Liverpool huffed and puffed and sometimes threatened to break the Manchester United house down, but it was Wayne Rooney who had the final say, thumping home a late winner to give his team a vital 1-0 English Premier League win at Anfield on Sunday.

In a match where chances and excitement were at a premium, Rooney popped up with the decisive moment on 78 minutes, hitting the roof of the net from eight yards out to give Manchester United the three points they value the most.

Only one team – Liverpool -- really showed any kind of attacking intent for the majority of this match, and even that intent was not the greatest, which kind of tells you all you need to know really about the quality of the game. While Liverpool vs Arsenal was one of the matches of the English Premier League this season, Liverpool vs Manchester United was the kind that will not stick in the memory, at least not for the right reasons.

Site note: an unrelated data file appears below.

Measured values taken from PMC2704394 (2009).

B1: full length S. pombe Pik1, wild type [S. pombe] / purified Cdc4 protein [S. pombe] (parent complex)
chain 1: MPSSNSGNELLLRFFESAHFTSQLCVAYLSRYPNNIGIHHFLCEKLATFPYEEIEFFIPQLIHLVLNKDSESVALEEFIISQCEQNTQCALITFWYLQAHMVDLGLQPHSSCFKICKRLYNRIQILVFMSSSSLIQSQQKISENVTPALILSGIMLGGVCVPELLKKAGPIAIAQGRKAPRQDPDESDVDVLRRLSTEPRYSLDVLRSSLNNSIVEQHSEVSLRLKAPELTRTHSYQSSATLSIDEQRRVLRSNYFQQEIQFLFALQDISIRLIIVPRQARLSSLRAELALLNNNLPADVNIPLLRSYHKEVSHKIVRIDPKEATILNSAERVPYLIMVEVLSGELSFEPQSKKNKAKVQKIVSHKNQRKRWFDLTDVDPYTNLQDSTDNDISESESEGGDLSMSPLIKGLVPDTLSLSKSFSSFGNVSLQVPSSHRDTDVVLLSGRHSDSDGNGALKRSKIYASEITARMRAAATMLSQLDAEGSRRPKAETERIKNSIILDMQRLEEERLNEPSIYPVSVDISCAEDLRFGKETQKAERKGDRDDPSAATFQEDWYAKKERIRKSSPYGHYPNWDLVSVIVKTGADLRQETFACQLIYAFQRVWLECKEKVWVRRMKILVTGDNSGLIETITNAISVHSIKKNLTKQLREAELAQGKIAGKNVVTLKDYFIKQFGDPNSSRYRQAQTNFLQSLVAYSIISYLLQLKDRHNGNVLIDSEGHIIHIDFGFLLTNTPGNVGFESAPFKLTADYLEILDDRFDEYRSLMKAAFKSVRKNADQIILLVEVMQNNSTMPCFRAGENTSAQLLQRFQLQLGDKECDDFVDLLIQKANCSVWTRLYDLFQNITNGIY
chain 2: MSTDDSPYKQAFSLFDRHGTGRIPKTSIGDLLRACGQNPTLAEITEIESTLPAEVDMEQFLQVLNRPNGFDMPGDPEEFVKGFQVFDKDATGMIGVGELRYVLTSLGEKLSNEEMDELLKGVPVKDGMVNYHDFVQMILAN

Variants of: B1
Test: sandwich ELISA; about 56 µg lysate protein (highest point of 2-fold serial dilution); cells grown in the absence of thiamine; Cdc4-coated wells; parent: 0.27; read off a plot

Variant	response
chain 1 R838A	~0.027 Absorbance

Liverpool had the best of the chances and efforts on goal until the Rooney opener, with Adam Lallana, Roberto Firmino, off a rebound of that Lallana effort, James Milner and Jordan Henderson all presented with decent opportunities that none could bury into the back of the net, or indeed trouble David De Gea enough to bring a bead of sweat onto the forehead of the Manchester United goalkeeper.

The away team, who have been criticised for hogging possession too much without much end product, did not even have the bulk of the ball in the first half, with Liverpool definitely the team that looked the more likely to go on and open the scoring.

However, as is so often the case, after all the huffing and puffing from Jurgen Klopp's men, it was Manchester United who broke the dam, and that too off a setpiece.

Manchester United took a quick short corner, allowing Juan Mata to swing in a cross perfectly onto the head of Marouane Fellaini. The Belgian's header struck the crossbar, before falling kindly to Rooney, who thumped home past Simon Mignolet for his first goal at Anfield since 2005.

The Manchester United captain, in the process, also became the holder of the record for scoring the most league goals for a single club, eclipsing Thierry Henry's mark of 175 for Arsenal, with his 176th strike.